Data & Indicators
Having data about your community and health outcomes can help make strong arguments for change. A variety of free data sources are available about population demographics, traffic accidents, chronic disease rates or environmental quality. Find sources for data to use for planning, demonstrate need, establish priorities or strengthen a grant application. One way to use data is by indicator characteristics of the built environment related to health and livability. Examples of indicators include information about place, parks, food, transportation, partnerships, schools, housing, safety and health equity. Using indicators can be helpful as indicators allow comparison of one place or one community to another. A checklist is available to help communities use indicators.
Why use data?
What is an indicator?
What is Public Health Tracking?
Where to get health data?
Where to get environmental data?
Where to get traffic data?
Where to get demographic data?
Where to get geographic data?
What are other sources for data?
What are common data limitations?
What is metadata?
Data is information. Data is often gathered through research, monitors, records reviews or surveys. Analyzing data can identify trends over space and time. Understanding trends in population health outcomes improves planning, designing, building and maintaining policies, plans, programs and projects. Data can show these trends leading decision makers to make choices to improve public health outcomes.
For example, asthma is a leading chronic health condition among children. Asthma data shows that asthma causes lower quality of life and has large economic costs. Data shows racial, income and geographic disparities exist in asthma prevalence.
All data has strengths and limitations. Open, publicly available data is often the easiest to find and use. Much data is available in an open format. This means it was released to be used by anyone. Data without names or address is called de-identified data. This data is often aggregated into a geographic area or spans a period of time. Some data is limited to what it contains, who may use it, and for what purpose. For example, a lot of health data is available for use, but not allowed to be repackaged for sale.
Personal health data is protected by the Health Insurance Portability and Accountability Act or HIPAA Privacy Rule. Health data with personal identifiers such as name and address are almost always protected. Sometimes researchers can submit a data request to apply to use data through the Tennessee Department of Health’s Internal Review Board who carefully considers what data can be shared and with whom.
Overall, data and statistics are useful for planning healthy communities and evaluating the impact of plans, policies, projects or programs and environmental changes on community health.
An indicator is something that points to an issue or a condition. An indicator shows direction to a better or worsening condition. Indicators should be easy to understand by people who are not experts. Indicators need to be reliable to the information can be trusted. Indicators are best when comparable over time. Most people are familiar with blood pressure as an indicator of health. Indicators can be helpful for communicating the meaning of complex data. Indicators can also be organized. The Tennessee Department of Health made an indicator Livable Communities Checklist which can be a great resource to start thinking about your community. Lots of other good indicator lists and checklists are available online.
Environmental Public Health Tracking (EPHT) is the ongoing collection, integration, analysis, interpretation and dissemination of data from environmental monitoring and data from human exposure and health effects surveillance. The goal of Health Tracking is to protect communities by providing information to plan, apply and evaluate public health actions to prevent and control environmentally-related diseases. The Centers for Disease Control and Prevention’s National Environmental Public Health Tracking Network is a system of integrated health, exposure and hazard information and data from a variety of national, state and city sources. On CDC’s EPHT Network, you can view maps, tables and charts with data about chemicals and other substances found in the environment, some chronic diseases and conditions, and the area where you live. The Department of Health is in the early stages of building our Tennessee EPHT website. Over time, the amount of and type of data available will increase. The initial datasets available include asthma, carbon monoxide poisoning, cardiovascular disease, heat-related illness, toxic substance incidents, radon and site-specific investigations.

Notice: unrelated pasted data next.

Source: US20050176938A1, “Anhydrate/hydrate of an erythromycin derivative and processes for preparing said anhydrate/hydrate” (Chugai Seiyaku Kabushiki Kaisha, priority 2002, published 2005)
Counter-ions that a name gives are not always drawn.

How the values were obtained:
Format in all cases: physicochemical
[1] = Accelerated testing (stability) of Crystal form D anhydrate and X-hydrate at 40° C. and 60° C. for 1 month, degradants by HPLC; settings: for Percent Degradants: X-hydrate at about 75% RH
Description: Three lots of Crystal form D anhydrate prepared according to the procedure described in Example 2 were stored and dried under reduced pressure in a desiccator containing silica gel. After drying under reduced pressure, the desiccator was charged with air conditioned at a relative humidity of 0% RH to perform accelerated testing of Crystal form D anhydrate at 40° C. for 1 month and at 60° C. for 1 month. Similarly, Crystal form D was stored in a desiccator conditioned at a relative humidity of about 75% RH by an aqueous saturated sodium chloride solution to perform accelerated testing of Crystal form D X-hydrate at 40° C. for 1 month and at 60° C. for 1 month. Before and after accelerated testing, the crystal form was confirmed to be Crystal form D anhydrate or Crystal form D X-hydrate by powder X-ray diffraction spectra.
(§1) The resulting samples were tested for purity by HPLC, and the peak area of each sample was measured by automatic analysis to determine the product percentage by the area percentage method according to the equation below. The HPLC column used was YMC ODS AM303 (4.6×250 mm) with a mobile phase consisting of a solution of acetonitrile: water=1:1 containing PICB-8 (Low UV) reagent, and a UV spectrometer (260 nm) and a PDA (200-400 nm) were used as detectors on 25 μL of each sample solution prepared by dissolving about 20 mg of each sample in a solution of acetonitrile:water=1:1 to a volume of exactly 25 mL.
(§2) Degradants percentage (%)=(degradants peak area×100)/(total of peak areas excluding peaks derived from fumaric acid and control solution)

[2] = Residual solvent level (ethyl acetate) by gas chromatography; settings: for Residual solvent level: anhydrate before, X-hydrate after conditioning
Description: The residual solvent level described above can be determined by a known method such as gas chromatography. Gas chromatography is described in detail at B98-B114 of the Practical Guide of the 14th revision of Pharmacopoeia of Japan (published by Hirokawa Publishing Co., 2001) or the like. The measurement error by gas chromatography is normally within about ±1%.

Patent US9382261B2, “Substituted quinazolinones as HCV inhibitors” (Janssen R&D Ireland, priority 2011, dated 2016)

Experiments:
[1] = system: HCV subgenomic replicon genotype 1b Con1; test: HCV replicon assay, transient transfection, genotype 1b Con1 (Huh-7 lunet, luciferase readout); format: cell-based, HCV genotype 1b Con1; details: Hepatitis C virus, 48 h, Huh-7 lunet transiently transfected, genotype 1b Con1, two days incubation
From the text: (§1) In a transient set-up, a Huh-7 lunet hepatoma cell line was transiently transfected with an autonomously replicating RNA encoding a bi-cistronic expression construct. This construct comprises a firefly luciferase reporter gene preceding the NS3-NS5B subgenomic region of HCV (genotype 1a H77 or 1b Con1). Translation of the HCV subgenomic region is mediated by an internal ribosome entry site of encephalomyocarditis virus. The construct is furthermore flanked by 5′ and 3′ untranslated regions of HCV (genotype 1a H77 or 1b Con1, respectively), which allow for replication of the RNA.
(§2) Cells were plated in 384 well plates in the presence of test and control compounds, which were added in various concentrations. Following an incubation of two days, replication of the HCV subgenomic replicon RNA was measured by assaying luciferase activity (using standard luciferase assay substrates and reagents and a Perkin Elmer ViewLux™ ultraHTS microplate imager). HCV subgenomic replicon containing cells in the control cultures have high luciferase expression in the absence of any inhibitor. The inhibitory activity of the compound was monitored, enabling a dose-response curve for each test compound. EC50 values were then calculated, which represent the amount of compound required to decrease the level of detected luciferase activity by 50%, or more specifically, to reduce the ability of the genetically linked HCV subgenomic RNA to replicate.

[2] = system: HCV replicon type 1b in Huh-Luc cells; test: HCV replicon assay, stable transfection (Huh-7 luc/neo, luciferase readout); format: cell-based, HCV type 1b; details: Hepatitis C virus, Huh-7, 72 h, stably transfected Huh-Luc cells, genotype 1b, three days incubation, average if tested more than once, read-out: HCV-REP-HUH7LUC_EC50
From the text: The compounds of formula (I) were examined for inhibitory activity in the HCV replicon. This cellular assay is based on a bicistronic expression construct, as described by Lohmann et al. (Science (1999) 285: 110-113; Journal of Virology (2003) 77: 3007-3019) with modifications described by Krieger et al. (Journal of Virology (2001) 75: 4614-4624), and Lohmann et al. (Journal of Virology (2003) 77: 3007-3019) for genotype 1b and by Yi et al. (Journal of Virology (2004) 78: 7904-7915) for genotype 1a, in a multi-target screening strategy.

Health data comes from surveys, medical procedures, and records reviews. Some data sources are the Behavioral Risk Factor Survey which comes from telephone surveys or birth statistics which comes from the information submitted for birth certificates. Data is available for a number of useful metrics including births, injuries, deaths, potential life lost and more.
The Tennessee Department of Health’s Health Statistics webpage provides many of these data sets. TDH also tracks Tennessee's Vital Signs. These 12 metrics measure the pulse of our population's health. Together these indicators provide an at-a-glance view of our health and prosperity.
CDC’s National Center for Environmental Health has compiled a helpful list of data resources which can be a great place to start. CDC’s Data & Statistics webpage has information on a wide variety of health-related topics.
County Health Rankings and Roadmaps website provides tools and guidance to help improve community health. The rankings allow counties to be compared to one another.
The U.S. Environmental Protection Agency has many data sources available, these cover topics including but not limited to air, climate change, health risks, pollutants and contaminants, waste and water. The data are downloadable and available through the Environmental Dataset Gateway (EDG). EPA’s Community-Focused Exposure and Risk Screening Tool (C-FERST) helps communities access, integrate, and interpret information and data to identify risks, prioritize issues and make decisions.